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Maura warns economy not yet in the clear, despite IMF growth projection

The chairman of the Bahamas Chamber of Commerce and Employers’ Confederation (BCCEC) warned the government and Bahamians not to use the International Monetary Fund’s (IMF) gross domestic product (GDP) growth prediction of 2.5 percent this year as a sign that the country’s economy is in the clear.

Michael Maura said the country’s spike in national debt from 2012 to 2017, from $4 billion to $6.5 billion respectively, means the economy still has a long way to go before the country can breathe a sigh of relief. He added that the country had four years of zero growth.

“The IMF prediction is not intended to and should not bring a sense of relief,” Maura said. “Every Bahamian must internalize that The Bahamas’ economy remains in a perilous state.” Maura added that, while the opening of Baha Mar brought “obvious benefits”, those benefits are “simply not enough”.

“The government’s state of reforms must move at light speed,” he said.

“We are fortunate that the U.S. economy is presently strong, but there are real concerns about the U.S. national debt, which has gone from $16.7 trillion in 2012 to $21 trillion in 2017.”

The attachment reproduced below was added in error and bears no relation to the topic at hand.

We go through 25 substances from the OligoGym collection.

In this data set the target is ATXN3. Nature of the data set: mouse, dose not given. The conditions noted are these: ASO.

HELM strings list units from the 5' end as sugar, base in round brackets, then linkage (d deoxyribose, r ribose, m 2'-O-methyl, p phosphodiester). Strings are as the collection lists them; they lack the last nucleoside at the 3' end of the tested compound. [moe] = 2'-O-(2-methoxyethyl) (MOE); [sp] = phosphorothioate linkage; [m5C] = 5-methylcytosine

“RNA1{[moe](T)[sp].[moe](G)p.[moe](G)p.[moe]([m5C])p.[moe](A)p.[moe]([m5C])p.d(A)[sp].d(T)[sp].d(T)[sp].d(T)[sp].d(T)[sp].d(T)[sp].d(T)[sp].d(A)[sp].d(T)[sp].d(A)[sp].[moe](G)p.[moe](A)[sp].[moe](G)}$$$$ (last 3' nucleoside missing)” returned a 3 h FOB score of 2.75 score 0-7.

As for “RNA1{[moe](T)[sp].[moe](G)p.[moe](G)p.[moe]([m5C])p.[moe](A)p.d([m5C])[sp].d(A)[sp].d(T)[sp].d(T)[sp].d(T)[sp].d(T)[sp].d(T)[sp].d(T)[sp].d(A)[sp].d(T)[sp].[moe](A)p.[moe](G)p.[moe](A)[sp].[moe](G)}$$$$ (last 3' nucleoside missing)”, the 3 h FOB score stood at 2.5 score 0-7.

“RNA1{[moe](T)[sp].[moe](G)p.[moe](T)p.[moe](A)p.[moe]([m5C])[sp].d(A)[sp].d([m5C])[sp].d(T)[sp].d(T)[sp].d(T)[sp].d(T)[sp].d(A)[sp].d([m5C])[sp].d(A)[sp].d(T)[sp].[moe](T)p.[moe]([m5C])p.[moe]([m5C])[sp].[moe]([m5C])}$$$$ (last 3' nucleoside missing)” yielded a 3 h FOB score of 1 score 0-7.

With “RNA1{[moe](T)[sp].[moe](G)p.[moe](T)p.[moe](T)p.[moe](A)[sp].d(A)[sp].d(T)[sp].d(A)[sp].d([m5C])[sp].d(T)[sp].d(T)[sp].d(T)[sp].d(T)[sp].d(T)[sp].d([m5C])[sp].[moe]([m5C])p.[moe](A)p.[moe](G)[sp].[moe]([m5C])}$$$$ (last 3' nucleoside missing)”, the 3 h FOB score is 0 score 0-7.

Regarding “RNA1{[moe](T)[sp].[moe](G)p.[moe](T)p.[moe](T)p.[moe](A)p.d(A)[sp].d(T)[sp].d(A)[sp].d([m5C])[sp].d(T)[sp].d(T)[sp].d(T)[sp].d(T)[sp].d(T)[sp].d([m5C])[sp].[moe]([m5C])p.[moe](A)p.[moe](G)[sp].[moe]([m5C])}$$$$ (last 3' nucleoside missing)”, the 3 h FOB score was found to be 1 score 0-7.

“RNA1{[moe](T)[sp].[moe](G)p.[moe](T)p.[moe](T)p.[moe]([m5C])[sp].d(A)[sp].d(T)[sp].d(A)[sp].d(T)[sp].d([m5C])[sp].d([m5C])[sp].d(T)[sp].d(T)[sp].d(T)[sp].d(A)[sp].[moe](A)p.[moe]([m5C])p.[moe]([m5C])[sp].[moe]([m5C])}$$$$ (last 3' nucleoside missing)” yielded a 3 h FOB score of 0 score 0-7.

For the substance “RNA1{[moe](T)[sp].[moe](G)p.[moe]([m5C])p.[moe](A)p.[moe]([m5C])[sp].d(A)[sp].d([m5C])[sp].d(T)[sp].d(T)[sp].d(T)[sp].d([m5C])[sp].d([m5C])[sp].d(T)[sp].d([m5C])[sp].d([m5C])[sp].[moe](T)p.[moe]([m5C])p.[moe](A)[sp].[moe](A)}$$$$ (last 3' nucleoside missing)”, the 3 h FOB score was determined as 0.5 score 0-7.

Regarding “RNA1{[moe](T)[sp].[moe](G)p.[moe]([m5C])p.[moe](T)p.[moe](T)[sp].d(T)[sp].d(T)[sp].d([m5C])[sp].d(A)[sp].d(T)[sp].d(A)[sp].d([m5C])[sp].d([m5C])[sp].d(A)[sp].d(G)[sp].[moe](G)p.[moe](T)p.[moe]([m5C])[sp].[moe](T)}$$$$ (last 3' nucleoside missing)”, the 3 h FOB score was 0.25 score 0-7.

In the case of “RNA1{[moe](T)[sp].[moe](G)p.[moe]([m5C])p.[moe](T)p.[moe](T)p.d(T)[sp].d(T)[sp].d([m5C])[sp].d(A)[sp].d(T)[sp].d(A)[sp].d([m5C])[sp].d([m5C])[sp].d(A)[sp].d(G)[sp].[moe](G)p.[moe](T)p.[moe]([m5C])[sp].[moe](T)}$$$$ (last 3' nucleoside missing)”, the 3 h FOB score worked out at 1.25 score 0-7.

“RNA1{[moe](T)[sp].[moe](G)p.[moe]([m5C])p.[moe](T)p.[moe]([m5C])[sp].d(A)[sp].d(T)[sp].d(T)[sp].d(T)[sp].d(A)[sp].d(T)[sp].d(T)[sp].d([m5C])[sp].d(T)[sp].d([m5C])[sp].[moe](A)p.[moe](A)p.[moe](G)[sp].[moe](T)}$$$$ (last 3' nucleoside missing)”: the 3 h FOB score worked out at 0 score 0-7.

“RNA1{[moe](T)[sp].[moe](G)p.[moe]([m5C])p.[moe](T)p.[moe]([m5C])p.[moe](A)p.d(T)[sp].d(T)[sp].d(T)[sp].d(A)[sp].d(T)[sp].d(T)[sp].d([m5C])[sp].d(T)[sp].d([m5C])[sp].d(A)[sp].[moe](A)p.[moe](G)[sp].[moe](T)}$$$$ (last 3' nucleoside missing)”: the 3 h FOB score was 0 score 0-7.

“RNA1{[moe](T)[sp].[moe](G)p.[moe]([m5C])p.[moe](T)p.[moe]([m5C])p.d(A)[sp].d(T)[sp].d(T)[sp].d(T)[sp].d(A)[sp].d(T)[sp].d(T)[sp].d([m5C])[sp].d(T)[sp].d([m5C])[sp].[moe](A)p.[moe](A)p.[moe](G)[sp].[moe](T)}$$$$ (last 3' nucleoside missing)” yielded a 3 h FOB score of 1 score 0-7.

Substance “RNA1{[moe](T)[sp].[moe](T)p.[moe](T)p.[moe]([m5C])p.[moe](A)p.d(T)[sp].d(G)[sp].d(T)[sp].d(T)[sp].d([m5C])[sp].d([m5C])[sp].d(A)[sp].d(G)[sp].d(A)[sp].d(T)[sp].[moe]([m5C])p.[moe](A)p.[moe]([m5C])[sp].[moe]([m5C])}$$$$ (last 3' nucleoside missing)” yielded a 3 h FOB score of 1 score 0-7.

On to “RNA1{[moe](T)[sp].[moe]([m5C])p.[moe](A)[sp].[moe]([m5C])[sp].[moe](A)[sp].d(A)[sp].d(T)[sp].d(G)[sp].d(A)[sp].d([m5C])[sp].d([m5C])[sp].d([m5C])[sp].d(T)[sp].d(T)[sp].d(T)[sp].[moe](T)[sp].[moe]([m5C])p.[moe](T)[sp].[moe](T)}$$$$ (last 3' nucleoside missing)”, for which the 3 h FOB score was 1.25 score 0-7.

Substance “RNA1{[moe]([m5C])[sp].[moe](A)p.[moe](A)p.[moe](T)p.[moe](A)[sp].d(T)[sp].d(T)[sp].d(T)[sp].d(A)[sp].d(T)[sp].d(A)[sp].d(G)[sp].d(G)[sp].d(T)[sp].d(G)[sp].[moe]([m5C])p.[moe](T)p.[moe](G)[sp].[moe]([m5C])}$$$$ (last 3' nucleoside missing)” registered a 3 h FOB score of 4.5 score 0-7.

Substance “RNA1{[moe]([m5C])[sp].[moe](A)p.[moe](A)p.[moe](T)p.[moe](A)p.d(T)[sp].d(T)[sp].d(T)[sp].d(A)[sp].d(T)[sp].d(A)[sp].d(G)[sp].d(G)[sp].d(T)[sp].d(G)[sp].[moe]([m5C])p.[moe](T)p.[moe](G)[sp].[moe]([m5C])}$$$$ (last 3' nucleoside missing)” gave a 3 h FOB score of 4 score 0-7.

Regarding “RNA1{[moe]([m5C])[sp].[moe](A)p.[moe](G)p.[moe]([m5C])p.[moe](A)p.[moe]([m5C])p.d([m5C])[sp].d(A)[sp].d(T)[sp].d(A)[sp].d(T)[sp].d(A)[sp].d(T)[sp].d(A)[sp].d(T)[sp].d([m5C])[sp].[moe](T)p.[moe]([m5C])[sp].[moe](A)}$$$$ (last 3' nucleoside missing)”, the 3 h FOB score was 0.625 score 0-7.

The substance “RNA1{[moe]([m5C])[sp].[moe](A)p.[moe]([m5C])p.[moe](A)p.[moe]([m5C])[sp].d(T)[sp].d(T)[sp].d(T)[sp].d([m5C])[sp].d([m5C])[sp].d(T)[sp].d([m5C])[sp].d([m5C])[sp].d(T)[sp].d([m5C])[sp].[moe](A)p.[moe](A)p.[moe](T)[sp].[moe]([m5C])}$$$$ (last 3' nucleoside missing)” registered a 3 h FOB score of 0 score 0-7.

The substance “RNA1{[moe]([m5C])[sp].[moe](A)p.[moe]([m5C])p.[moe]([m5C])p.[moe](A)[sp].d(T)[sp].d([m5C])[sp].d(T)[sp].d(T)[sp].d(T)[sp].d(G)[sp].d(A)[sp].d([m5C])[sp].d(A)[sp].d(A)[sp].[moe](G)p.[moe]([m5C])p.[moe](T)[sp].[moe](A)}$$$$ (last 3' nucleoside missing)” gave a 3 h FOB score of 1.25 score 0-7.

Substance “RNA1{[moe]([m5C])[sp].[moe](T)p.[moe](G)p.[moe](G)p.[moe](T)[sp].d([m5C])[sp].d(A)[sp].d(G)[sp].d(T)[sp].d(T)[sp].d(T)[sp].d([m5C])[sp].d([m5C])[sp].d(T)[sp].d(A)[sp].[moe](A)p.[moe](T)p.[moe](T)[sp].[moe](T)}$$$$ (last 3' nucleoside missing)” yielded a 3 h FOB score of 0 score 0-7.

Maura posited that, though the U.S. economy presents a glimmer of hope for The Bahamas’ tourism industry at the moment, the country must continue to look at ways to diversify its income portfolio and lean less on tourism.

“Our economic opportunity lies in our own economic reform,” he said. “The Bahamas must become a global business competitor which benefits from tourism, but is not dependent on tourism.”

Maura also warned the government not to consider new taxes without close consultation with the private sector, and to consider a reduction or elimination of tax on items such as apparel and shoes in order to help to make those sectors competitive in a rapidly changing economic environment.

According to Maura, The Bahamas also has to improve its international competitiveness, quality of business development and the quality of life for its citizens.

Senior Business Reporter at The Nassau Guardian
Chester Robards rejoined The Nassau Guardian in November 2017 as a senior business reporter. He has covered myriad topics and events for The Nassau Guardian.
Education: Florida International University, BS in Journalism
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